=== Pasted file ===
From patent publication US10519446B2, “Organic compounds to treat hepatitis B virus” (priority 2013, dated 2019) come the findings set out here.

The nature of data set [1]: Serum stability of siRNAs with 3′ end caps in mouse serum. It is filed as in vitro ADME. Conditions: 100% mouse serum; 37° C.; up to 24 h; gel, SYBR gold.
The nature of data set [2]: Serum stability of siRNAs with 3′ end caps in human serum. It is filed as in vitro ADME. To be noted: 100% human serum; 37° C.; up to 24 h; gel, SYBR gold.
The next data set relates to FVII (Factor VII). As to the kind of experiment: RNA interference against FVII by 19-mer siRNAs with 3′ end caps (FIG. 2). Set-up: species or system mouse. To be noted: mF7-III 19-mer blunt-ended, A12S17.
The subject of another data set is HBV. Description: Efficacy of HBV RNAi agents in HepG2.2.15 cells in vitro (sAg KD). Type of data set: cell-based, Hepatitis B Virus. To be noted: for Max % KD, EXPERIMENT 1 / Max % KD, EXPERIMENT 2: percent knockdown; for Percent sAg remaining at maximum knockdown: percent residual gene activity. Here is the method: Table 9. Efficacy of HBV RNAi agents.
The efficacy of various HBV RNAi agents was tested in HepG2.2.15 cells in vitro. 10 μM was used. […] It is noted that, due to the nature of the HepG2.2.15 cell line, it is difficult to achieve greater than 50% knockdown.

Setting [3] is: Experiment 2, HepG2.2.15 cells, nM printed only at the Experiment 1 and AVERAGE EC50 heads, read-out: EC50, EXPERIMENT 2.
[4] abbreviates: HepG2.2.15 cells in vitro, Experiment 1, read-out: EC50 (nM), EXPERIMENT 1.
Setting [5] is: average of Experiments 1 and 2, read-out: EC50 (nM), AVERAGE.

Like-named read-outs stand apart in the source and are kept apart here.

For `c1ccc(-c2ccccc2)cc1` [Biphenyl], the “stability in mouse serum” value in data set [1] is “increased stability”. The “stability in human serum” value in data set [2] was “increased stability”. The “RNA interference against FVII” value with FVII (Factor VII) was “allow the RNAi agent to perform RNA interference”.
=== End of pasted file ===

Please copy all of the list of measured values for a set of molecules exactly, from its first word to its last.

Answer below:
From patent publication US10519446B2, “Organic compounds to treat hepatitis B virus” (priority 2013, dated 2019) come the findings set out here.

The nature of data set [1]: Serum stability of siRNAs with 3′ end caps in mouse serum. It is filed as in vitro ADME. Conditions: 100% mouse serum; 37° C.; up to 24 h; gel, SYBR gold.
The nature of data set [2]: Serum stability of siRNAs with 3′ end caps in human serum. It is filed as in vitro ADME. To be noted: 100% human serum; 37° C.; up to 24 h; gel, SYBR gold.
The next data set relates to FVII (Factor VII). As to the kind of experiment: RNA interference against FVII by 19-mer siRNAs with 3′ end caps (FIG. 2). Set-up: species or system mouse. To be noted: mF7-III 19-mer blunt-ended, A12S17.
The subject of another data set is HBV. Description: Efficacy of HBV RNAi agents in HepG2.2.15 cells in vitro (sAg KD). Type of data set: cell-based, Hepatitis B Virus. To be noted: for Max % KD, EXPERIMENT 1 / Max % KD, EXPERIMENT 2: percent knockdown; for Percent sAg remaining at maximum knockdown: percent residual gene activity. Here is the method: Table 9. Efficacy of HBV RNAi agents.
The efficacy of various HBV RNAi agents was tested in HepG2.2.15 cells in vitro. 10 μM was used. […] It is noted that, due to the nature of the HepG2.2.15 cell line, it is difficult to achieve greater than 50% knockdown.

Setting [3] is: Experiment 2, HepG2.2.15 cells, nM printed only at the Experiment 1 and AVERAGE EC50 heads, read-out: EC50, EXPERIMENT 2.
[4] abbreviates: HepG2.2.15 cells in vitro, Experiment 1, read-out: EC50 (nM), EXPERIMENT 1.
Setting [5] is: average of Experiments 1 and 2, read-out: EC50 (nM), AVERAGE.

Like-named read-outs stand apart in the source and are kept apart here.

For `c1ccc(-c2ccccc2)cc1` [Biphenyl], the “stability in mouse serum” value in data set [1] is “increased stability”. The “stability in human serum” value in data set [2] was “increased stability”. The “RNA interference against FVII” value with FVII (Factor VII) was “allow the RNAi agent to perform RNA interference”.